Turkey and Azerbaijan share strategic ties and brotherly relations, Azerbaijan's Foreign Ministry spokeswoman said on Wednesday, pointing at the two country's long diplomatic history.
"Both countries enjoy a mutually beneficial cooperation and are participating in gigantic projects linked to the energy and transport areas," Leyla Abdullayeva told Anadolu Agency (AA) in the capital Ankara.
Abdullayeva noted that Azerbaijan and Turkey have been working together in many areas, including politics, economy, culture and humanitarian efforts.
"The existing friendly relations are giving another impetus to furthering the brotherly links between the two countries," the spokeswoman said.
She said foreign ministers of both countries will meet on the sidelines of a two-day summit of the Turkic Council on Oct. 14 in Azerbaijan's capital Baku, adding that a new office of the council is expected to open in Hungary next month.
Abdullayeva touched upon the efforts of the Azerbaijani side on solving the Armenia-Azerbaijan Upper Karabakh conflict.
She said initiatives by international mediators are not yielding results because of the "non-constructive position and the aggressive policy" of Armenia.
The Organization for Security and Co-operation in Europe (OSCE) Minsk group, co-chaired by France, Russia and the U.S., was formed to find a peaceful solution to the conflict, but has not reached any results yet.
She said that the latest "irresponsible and baseless statements" of Armenian Prime Minister Nikol Pashinian and other leaders "are really undermining the efforts of the international community" as well as the Azerbaijani side's efforts on finding a peaceful solution to the conflict.
In August, Pashinian visited the occupied Azerbaijani territories where he attended the so-called opening ceremony of "Pan-Armenian Games." During the "opening ceremony." Pashinian made a provocative statement, calling Upper Karabakh "an integral part of Armenia."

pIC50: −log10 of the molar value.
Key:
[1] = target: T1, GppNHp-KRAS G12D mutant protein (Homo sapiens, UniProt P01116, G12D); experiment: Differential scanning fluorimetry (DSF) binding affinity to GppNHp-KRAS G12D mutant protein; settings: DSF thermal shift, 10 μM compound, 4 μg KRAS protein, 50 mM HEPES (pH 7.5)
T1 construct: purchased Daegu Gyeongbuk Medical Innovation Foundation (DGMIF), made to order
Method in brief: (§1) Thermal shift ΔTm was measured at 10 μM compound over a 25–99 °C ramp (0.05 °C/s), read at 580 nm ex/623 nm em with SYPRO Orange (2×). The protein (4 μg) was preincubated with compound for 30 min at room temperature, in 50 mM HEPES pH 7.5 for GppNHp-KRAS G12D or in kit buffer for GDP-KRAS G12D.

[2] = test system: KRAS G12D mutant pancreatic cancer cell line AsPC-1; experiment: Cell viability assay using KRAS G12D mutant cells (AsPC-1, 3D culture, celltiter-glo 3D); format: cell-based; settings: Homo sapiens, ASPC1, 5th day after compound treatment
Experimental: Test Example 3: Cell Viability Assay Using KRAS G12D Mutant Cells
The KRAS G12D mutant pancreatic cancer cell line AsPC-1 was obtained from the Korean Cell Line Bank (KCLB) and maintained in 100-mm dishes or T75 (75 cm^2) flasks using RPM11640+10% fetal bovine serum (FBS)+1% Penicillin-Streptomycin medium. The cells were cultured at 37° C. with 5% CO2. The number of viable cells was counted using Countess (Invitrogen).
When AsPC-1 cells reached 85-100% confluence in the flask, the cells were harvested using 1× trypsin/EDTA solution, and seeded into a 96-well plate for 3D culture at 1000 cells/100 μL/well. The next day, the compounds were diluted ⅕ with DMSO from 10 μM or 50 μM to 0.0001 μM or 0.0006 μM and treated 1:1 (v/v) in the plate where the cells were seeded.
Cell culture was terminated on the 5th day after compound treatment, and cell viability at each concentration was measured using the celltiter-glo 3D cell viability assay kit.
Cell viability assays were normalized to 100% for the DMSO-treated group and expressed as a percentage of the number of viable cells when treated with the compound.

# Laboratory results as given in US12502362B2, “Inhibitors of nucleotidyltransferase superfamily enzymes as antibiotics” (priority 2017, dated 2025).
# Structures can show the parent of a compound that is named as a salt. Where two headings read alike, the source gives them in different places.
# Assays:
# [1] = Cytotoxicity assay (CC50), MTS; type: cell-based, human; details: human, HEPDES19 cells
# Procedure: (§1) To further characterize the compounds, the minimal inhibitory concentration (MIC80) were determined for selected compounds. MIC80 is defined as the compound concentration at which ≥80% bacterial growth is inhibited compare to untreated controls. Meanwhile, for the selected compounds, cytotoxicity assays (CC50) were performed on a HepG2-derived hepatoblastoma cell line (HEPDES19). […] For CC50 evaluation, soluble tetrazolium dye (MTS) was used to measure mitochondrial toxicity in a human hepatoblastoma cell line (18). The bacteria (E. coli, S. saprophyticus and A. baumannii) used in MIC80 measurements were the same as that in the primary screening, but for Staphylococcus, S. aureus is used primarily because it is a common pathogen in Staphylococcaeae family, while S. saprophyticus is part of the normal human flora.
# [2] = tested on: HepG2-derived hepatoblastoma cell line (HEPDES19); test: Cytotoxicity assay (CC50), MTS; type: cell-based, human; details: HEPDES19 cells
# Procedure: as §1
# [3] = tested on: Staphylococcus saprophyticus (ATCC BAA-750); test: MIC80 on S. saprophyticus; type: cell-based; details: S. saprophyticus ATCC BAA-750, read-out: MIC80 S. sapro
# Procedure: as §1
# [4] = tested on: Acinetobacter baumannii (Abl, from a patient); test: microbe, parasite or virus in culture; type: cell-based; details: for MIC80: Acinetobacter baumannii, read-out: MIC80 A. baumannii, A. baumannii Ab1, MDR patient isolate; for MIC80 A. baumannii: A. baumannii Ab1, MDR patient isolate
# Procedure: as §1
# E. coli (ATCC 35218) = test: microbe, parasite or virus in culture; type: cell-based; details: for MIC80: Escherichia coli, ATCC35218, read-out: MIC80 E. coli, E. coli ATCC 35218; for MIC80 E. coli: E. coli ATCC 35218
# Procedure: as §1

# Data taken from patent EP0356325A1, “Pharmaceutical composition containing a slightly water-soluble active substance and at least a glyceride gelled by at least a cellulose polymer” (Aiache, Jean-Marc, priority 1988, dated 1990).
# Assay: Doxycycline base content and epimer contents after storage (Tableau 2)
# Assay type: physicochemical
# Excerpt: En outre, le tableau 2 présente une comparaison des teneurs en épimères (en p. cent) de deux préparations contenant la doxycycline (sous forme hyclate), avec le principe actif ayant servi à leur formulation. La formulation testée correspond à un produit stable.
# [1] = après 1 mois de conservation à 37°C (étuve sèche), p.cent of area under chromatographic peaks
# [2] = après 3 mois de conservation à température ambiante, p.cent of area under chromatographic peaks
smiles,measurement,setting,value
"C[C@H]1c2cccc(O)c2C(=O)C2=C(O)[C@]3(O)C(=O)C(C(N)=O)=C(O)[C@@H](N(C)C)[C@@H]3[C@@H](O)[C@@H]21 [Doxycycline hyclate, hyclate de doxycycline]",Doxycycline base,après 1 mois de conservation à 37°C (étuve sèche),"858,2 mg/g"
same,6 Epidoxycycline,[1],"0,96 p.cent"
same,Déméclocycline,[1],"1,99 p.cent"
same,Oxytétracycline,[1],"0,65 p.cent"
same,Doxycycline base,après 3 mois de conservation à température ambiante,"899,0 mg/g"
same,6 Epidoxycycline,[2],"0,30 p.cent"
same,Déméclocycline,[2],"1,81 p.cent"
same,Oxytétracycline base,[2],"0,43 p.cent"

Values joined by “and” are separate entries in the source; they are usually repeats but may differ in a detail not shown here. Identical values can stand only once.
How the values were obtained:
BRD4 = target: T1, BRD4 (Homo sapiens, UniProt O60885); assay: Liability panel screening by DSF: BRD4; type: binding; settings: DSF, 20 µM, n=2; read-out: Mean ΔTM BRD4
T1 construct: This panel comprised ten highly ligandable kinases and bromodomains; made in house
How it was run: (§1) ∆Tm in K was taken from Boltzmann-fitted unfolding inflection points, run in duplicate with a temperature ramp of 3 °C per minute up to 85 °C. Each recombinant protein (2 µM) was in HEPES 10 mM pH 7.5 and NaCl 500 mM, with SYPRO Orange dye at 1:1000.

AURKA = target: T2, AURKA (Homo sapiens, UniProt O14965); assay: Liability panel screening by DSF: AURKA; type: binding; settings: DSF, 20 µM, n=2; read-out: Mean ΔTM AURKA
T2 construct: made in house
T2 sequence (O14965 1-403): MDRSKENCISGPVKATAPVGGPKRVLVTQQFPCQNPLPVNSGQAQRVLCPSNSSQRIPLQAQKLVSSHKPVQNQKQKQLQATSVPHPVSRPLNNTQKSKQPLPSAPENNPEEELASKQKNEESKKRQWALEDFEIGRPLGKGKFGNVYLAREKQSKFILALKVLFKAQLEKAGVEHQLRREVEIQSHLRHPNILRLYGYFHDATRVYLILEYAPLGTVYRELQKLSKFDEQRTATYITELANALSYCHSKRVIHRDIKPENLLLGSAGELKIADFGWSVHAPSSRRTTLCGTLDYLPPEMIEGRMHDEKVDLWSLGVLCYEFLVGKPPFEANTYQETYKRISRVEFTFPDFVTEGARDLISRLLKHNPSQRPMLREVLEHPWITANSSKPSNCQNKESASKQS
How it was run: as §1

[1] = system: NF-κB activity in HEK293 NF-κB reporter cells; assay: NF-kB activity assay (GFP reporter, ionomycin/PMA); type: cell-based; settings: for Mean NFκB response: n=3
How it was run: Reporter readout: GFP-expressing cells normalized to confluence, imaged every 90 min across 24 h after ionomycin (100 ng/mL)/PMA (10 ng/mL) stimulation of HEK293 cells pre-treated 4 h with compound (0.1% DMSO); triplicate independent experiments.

Four U.N. Security Council and two U.N. General Assembly resolutions refer to the occupation and demand withdrawal of the Armenian forces from Upper Karabakh and seven other occupied regions of Azerbaijan.
The Parliamentary Assembly of the Council of Europe also refers to the region as an occupation by Armenian forces.
"Unfortunately, these resolutions as well as the other dozens of documents and resolutions adopted by various international organizations remain unimplemented," she said.
Abdullayeva said Baku thought there was a "window of opportunity" during last year's change in the political leadership of Armenia. But time has shown that the present government is following the same policy on the Upper Karabakh conflict.
"We think that the sooner the Armenian side recognizes the reality and recognizes the necessity of an urgent solution of the conflict, the sooner peace, progress and prosperity will come to our region," she concluded.
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